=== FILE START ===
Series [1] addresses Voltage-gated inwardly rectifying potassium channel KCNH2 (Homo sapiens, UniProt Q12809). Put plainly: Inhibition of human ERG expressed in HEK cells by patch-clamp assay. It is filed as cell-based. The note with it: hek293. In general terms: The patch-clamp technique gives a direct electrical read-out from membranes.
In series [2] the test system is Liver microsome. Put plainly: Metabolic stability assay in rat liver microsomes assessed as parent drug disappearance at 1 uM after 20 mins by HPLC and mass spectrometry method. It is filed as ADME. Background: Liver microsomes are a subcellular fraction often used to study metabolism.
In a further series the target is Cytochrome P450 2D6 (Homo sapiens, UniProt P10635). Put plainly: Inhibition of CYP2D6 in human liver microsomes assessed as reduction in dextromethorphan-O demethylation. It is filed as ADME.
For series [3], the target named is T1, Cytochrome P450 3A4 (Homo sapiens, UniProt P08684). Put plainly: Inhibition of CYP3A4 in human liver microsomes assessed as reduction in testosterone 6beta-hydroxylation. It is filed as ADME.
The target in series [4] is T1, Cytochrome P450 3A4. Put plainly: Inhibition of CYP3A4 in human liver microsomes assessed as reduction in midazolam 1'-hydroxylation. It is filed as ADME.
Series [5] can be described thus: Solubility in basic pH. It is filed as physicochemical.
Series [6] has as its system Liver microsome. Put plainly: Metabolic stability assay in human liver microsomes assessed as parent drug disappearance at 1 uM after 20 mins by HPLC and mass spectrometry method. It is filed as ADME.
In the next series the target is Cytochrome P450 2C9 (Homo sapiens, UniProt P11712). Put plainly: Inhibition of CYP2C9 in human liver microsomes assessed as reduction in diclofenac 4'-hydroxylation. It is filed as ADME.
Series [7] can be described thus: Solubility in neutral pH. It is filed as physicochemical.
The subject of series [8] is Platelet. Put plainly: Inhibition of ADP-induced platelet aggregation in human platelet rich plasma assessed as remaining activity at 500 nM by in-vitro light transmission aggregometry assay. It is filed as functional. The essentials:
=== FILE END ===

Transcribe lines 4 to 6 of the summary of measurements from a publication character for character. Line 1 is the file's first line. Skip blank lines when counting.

For series [3], the target named is T1, Cytochrome P450 3A4 (Homo sapiens, UniProt P08684). Put plainly: Inhibition of CYP3A4 in human liver microsomes assessed as reduction in testosterone 6beta-hydroxylation. It is filed as ADME.
The target in series [4] is T1, Cytochrome P450 3A4. Put plainly: Inhibition of CYP3A4 in human liver microsomes assessed as reduction in midazolam 1'-hydroxylation. It is filed as ADME.
Series [5] can be described thus: Solubility in basic pH. It is filed as physicochemical.